Desktop User Guides > Author > Creating questions and responses > Question type overview > Creating loops to ask the same questions for different subjects
 
Creating loops to ask the same questions for different subjects
You might want to ask the same group of questions a number of times, for a different subject each time. One way to do this is to use a Loop, which is a container for a set of questions, with options for determining how many times the questions are asked. The questions can be asked:
a fixed number of times
a number of times based on a list of entered responses
a variable number of times, where the number is taken from the response to a numeric question
once for each response in a single or multiple response question
a number of times based on a shared list of responses
an unspecified number of times (known as an unbounded loop).
For example, suppose that you have a set of questions about vacations, such as, “How long the vacation lasted”, “The number of people in your group”, “Mode of travel”, and you want to ask the questions for a number of vacations that the respondent has taken. You might choose to do this in a number of ways; here are some examples:
Decide on a fixed number in advance and ask all respondents to answer the questions this many times. For example, “For each of the last three vacations you took, please say...”.
Start by asking “How many vacations did you take last year?”, then ask the questions once for each vacation that the respondent took.
Start by asking the respondent to select a range of destinations and then ask the question once for each destination selected.
You can create a loop and then add questions to it, or you can select existing questions and group them in a loop. Loops can contain any type of question.
See also Creating grid questions.
Notes
The Routings section of the Properties pane allows you to select an interviewing mode for the questionnaire. This controls the supported question types. Paper - Scanning mode does not support True or False, Date/Time, Loop, or Block question types. So if you select Paper - Scanning for the interviewing mode, selection of these question types will be automatically disabled.
When a loop is not directly in a routing (for example, in an existing block or loop), it is not considered a routing item. In these cases, it is not possible to set a loop iterator from within UNICOM Intelligence Author. You can achieve similar functionality by creating a script routing item that sets the loop iterator (from UNICOM Intelligence Professional for example).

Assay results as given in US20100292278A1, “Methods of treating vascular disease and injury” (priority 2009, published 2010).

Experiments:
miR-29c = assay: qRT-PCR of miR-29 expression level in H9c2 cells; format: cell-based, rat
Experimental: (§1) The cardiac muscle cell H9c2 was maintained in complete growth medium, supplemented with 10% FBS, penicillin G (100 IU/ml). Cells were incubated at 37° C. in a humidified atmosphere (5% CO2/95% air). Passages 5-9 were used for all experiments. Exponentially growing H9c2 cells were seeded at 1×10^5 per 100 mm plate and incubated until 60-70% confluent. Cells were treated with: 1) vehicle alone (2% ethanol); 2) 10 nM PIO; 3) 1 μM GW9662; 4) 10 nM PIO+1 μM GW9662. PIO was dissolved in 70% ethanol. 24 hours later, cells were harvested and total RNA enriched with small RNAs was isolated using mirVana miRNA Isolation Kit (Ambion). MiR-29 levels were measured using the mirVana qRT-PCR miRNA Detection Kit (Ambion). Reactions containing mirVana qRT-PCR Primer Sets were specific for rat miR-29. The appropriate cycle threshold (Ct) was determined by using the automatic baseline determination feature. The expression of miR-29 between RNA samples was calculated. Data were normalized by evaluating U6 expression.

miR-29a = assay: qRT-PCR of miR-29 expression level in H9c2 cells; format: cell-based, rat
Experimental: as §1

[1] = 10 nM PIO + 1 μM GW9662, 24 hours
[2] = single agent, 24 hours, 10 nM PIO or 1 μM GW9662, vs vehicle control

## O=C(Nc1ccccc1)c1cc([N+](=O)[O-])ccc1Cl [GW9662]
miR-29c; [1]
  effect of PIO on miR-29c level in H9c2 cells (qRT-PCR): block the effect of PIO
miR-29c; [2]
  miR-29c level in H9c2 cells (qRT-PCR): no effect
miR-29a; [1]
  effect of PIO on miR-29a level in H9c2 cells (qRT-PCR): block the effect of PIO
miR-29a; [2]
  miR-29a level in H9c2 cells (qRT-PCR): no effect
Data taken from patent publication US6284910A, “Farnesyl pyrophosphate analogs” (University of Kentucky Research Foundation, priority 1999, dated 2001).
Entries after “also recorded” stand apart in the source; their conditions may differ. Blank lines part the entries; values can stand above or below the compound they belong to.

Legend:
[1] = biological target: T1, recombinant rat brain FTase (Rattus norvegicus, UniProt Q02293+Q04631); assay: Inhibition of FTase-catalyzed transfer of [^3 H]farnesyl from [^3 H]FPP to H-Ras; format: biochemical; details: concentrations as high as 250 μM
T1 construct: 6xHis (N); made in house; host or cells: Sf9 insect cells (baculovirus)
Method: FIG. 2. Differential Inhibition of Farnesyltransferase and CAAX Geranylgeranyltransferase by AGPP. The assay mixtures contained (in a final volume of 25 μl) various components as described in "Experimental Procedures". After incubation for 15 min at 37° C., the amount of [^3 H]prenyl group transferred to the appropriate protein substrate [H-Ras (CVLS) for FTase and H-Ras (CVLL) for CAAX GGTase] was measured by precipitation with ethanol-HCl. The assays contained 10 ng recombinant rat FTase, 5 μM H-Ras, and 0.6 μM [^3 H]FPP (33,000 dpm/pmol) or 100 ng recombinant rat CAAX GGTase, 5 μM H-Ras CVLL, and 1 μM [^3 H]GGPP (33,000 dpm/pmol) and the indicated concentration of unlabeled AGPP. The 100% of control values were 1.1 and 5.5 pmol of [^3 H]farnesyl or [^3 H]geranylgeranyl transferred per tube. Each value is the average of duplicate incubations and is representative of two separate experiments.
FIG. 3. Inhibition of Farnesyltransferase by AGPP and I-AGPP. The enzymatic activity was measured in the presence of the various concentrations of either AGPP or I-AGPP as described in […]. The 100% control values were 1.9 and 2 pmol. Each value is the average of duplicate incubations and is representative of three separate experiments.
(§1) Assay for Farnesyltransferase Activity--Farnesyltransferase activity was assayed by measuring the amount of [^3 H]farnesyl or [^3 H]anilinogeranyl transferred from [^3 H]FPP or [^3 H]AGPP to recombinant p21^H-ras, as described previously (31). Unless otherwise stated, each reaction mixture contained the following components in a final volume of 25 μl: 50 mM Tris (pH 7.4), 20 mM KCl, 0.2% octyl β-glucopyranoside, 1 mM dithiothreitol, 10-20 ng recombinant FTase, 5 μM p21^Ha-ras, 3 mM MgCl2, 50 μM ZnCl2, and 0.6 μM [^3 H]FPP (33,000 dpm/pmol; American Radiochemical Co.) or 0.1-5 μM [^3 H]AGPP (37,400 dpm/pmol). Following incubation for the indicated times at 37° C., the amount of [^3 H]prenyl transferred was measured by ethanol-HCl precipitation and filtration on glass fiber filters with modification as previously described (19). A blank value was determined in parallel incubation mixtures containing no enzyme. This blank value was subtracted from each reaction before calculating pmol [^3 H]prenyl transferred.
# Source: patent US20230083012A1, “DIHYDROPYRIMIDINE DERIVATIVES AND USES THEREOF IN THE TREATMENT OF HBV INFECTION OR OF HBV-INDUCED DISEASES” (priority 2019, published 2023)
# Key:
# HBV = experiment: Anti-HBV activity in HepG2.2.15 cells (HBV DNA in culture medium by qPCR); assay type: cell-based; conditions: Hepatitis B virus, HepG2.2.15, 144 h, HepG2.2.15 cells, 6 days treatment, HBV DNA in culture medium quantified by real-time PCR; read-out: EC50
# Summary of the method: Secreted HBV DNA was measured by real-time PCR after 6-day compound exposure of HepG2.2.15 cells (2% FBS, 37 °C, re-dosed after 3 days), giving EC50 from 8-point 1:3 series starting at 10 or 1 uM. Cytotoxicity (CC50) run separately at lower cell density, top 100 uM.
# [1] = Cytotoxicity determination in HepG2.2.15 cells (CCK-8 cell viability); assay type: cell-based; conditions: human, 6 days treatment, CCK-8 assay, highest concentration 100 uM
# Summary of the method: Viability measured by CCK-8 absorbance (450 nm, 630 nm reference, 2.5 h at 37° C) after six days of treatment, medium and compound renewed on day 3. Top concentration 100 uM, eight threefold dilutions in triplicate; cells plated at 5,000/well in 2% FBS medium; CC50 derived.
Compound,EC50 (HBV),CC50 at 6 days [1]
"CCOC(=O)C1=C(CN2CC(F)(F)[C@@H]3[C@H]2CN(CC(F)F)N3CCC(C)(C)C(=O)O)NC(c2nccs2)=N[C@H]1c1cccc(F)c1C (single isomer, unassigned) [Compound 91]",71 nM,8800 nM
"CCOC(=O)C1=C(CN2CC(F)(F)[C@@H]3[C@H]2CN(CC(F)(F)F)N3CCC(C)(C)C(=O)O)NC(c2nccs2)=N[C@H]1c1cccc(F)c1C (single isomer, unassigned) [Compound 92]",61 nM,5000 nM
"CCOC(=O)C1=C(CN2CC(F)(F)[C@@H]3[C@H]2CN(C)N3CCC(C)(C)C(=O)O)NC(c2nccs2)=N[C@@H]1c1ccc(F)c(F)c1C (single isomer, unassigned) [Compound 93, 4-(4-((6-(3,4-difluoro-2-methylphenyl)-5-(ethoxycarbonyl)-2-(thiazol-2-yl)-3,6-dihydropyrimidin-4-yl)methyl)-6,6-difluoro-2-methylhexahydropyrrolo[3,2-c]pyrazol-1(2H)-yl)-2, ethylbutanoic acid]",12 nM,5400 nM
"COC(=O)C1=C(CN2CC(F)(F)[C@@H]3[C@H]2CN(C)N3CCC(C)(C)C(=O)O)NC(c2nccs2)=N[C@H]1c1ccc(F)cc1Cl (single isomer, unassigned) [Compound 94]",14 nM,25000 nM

Creating a new loop
1 Click Insert > Question > Loop, or press Alt+I, Q, L.
2 Create the questions you want to add to the loop.
3 Select the questions using Shift+click or Ctrl+click.
4 While still in the Routings pane, drag the selected questions into the newly created loop. The questions are added to the loop.
5 The loop has an automatically generated name (see Automatically generated names). You can change it to a more meaningful name.
6 (Optional.) Type a description in the field under the Name field. The description will display at the top of the page.
Grouping existing questions in a loop
1 Use Shift+click to select all the questions you want to group.
2 Click Group > Group In > Loop, or press Alt+G, G, L.
A new Loop item appears in the Routings pane, and the selected questions move to the loop.
The loop has an automatically generated name (see Automatically generated names). You can change it to a more meaningful name.
3 (Optional.) Type a description in the field under Name. The description will display at the top of the page.
Configuring a numeric iterator for a child loop that is grouped under a parent loop
The following code sample provides an example:
Persons.QuestionFilter = PeopleInHousehold
For Each Person in Persons
Person.Details.Ask()
Person.NumberOfTrips.Ask()
Person.Trips.QuestionsFilter = Person.NumberOfTrips
Person.Trips.Ask()
Next
See also
Specifying additional question details in the Properties pane
Setting the number of times to ask the questions in the loop
Question type overview